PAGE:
Reparative therapy: Bachman’s dubious treatments come under scrutiny as scandal unfolds
Michele Bachman is in the spotlight again this week, and that spotlight is shedding light on yet another murky corner of her political agenda. This time it is Michele’s husband, Marcus Bachman who is coming under scrutiny for using federal and state money to fund a dubious psychotherapeutic treatment called conversion therapy, used to “convert” gay and lesbian clients into being heterosexual.
Let’s get one thing straight from the start. Marcus Bachman, despite dubbing himself a “doctor” of psychology, does not have any sort of doctoral level degree in psychology. The Minnesota Board of Psychology and the Minnesota Board of Marriage and Family Therapy say he does not hold a license with them. Minnesota is one of the few states which allow individuals to practice therapy without a license – one can dub oneself a counselor or a “doctor” of this or that specialty without needing to be accountable to any regulatory agency. And that’s downright dangerous, as the Bachman case demonstrates. In summary he is a quack, and he is selling his snake oil to thousands of misguided victims.
What’s even more alarming, Michele Bachman is fully onboard with whatever her husband ordains. By Michele Bachman’s own admission, “Dr.” Bachmann is the head of the household, not her. She does nothing without his consent. From her law degree to her political career and possibly even down to the votes she has cast, Michele Bachmann has followed the dictates of her husband. And this is the woman who is running for the office of president of the United States.
Michele Bachman believes in her husband’s “reparative” therapy so much, she is willing to be onboard with the breaking of state and federal laws, which prohibit the use of this pseudo-therapy, or any other religion-based therapy. Separation of church and state, anyone? Remember, she is running for president here.
“Reparative” therapy, also known as conversion therapy, must, of necessity, be an essentially faith-based therapy because it has no scientific basis. In over a hundred years of intensive work on the subject, the psychological and psychoanalytic community has not been able to demonstrate any treatment protocol to be effective in changing or redirecting an individual’s sexual orientation. The American Psychiatric Association admitted final defeat in 1987, when it removed homosexuality from a list of mental disorders in the Diagnostic and Statistical Manual.
But don’t tell that to the fringe evangelical communities who maintain the APA is wrong and reparative therapy works. They see conversion therapy as God’s work, since presumably God does not approve of homosexuality. It is still a puzzle to me where these self-avowed Christians get their vehement notions, since the Bible as a whole has very, very little to say about it, and the New Testament, which is the definitive Christian text, has practically nothing to say on the subject. Jesus simply didn’t see the topic as relevant.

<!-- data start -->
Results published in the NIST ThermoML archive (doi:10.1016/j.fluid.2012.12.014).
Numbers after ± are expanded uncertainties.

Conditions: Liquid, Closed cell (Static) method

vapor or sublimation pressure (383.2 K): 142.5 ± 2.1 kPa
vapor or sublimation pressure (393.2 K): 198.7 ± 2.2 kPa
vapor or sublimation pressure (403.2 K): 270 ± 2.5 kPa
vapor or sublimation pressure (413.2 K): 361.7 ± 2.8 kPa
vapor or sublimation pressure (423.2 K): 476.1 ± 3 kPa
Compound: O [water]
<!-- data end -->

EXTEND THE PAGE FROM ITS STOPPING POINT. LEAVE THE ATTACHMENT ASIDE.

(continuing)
I can only assume that if Jesus had nothing to say but evangelical fundamentalists are in a froth about gays and lesbians, the “problem” belongs solely to human limitation, not divine wrath. Human history is awash with conflicts which human beings themselves concocted. It’s a problem of the human psyche, which projects its demons on to outside people and things. Black cats, comets, and witches are just a few examples of that propensity.
Oddly enough, the earliest psychoanalysts did not view homosexuality as a mental illness. The most Freud and his contemporaries said about it was typically psychoanalytic: that it was the result of an Oedipus conflict gone astray. One particularly fluffy (read: insubstantial) and fanciful theory held that male homosexuality was caused by a boy’s inability to deal with abrupt weaning.
Don’t worry if that doesn’t make sense to you. It doesn’t. The point is that even these fringe theorists did not approach homosexuality with the puritan hatred that conversion therapists do. Conversion therapy comprises efforts by “mental health” professionals, such as Marcus Bachman, and pastoral care providers to convert lesbians and gay men to heterosexuality by techniques including aversive treatments, such as the application of electric shock to the hands and/or genitals, and nausea-inducing drugs administered simultaneously with the presentation of homoerotic stimuli, masturbatory reconditioning, visualization, social skills training, and spiritual interventions, such as prayer and group support and pressure.
As such, they constitute a form of torture and social coercion, rather than therapy. Reputable American medical and scientific organizations have expressed concern over conversion therapy and consider it potentially harmful, not helpful. Marcus and Michele Bachman clearly disagree.
You can watch an ABC News report on a "sting" operation, which shows that Bachmann is still using reparative therapy, despite asserting the opposite.